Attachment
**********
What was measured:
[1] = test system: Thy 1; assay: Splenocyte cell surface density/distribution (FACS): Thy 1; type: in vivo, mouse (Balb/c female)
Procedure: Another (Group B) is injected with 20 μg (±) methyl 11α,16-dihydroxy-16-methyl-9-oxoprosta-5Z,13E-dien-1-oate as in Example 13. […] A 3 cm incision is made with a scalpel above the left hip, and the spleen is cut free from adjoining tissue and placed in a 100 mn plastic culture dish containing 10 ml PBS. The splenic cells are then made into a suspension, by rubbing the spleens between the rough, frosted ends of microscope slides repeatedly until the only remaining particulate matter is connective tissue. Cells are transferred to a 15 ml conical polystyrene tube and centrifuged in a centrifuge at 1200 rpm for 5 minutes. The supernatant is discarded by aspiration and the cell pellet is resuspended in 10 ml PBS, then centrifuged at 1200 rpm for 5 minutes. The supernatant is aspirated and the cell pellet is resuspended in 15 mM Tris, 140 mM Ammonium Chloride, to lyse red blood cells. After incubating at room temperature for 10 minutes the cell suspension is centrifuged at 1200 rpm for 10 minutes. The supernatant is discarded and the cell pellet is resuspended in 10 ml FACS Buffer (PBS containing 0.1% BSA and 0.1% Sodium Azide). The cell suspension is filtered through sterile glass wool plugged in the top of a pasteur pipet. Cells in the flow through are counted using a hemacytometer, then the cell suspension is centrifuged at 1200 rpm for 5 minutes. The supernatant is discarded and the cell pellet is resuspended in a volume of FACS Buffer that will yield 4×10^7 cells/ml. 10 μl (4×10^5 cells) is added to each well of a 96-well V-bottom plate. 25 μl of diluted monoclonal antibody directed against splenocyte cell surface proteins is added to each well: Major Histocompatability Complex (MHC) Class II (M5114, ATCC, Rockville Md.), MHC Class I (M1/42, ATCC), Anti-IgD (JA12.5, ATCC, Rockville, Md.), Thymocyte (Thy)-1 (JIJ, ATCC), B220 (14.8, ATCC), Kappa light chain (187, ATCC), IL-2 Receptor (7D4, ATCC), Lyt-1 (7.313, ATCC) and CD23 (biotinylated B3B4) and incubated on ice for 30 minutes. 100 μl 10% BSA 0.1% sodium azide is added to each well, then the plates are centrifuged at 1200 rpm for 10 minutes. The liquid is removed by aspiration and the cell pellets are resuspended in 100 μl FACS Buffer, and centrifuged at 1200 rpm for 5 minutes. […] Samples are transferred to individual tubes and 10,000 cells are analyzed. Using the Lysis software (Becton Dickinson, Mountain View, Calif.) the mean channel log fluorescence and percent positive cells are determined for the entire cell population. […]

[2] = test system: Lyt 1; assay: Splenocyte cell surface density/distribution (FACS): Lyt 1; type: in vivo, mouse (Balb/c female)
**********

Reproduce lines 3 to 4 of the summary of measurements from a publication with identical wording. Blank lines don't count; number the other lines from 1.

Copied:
Procedure: Another (Group B) is injected with 20 μg (±) methyl 11α,16-dihydroxy-16-methyl-9-oxoprosta-5Z,13E-dien-1-oate as in Example 13. […] A 3 cm incision is made with a scalpel above the left hip, and the spleen is cut free from adjoining tissue and placed in a 100 mn plastic culture dish containing 10 ml PBS. The splenic cells are then made into a suspension, by rubbing the spleens between the rough, frosted ends of microscope slides repeatedly until the only remaining particulate matter is connective tissue. Cells are transferred to a 15 ml conical polystyrene tube and centrifuged in a centrifuge at 1200 rpm for 5 minutes. The supernatant is discarded by aspiration and the cell pellet is resuspended in 10 ml PBS, then centrifuged at 1200 rpm for 5 minutes. The supernatant is aspirated and the cell pellet is resuspended in 15 mM Tris, 140 mM Ammonium Chloride, to lyse red blood cells. After incubating at room temperature for 10 minutes the cell suspension is centrifuged at 1200 rpm for 10 minutes. The supernatant is discarded and the cell pellet is resuspended in 10 ml FACS Buffer (PBS containing 0.1% BSA and 0.1% Sodium Azide). The cell suspension is filtered through sterile glass wool plugged in the top of a pasteur pipet. Cells in the flow through are counted using a hemacytometer, then the cell suspension is centrifuged at 1200 rpm for 5 minutes. The supernatant is discarded and the cell pellet is resuspended in a volume of FACS Buffer that will yield 4×10^7 cells/ml. 10 μl (4×10^5 cells) is added to each well of a 96-well V-bottom plate. 25 μl of diluted monoclonal antibody directed against splenocyte cell surface proteins is added to each well: Major Histocompatability Complex (MHC) Class II (M5114, ATCC, Rockville Md.), MHC Class I (M1/42, ATCC), Anti-IgD (JA12.5, ATCC, Rockville, Md.), Thymocyte (Thy)-1 (JIJ, ATCC), B220 (14.8, ATCC), Kappa light chain (187, ATCC), IL-2 Receptor (7D4, ATCC), Lyt-1 (7.313, ATCC) and CD23 (biotinylated B3B4) and incubated on ice for 30 minutes. 100 μl 10% BSA 0.1% sodium azide is added to each well, then the plates are centrifuged at 1200 rpm for 10 minutes. The liquid is removed by aspiration and the cell pellets are resuspended in 100 μl FACS Buffer, and centrifuged at 1200 rpm for 5 minutes. […] Samples are transferred to individual tubes and 10,000 cells are analyzed. Using the Lysis software (Becton Dickinson, Mountain View, Calif.) the mean channel log fluorescence and percent positive cells are determined for the entire cell population. […]

[2] = test system: Lyt 1; assay: Splenocyte cell surface density/distribution (FACS): Lyt 1; type: in vivo, mouse (Balb/c female)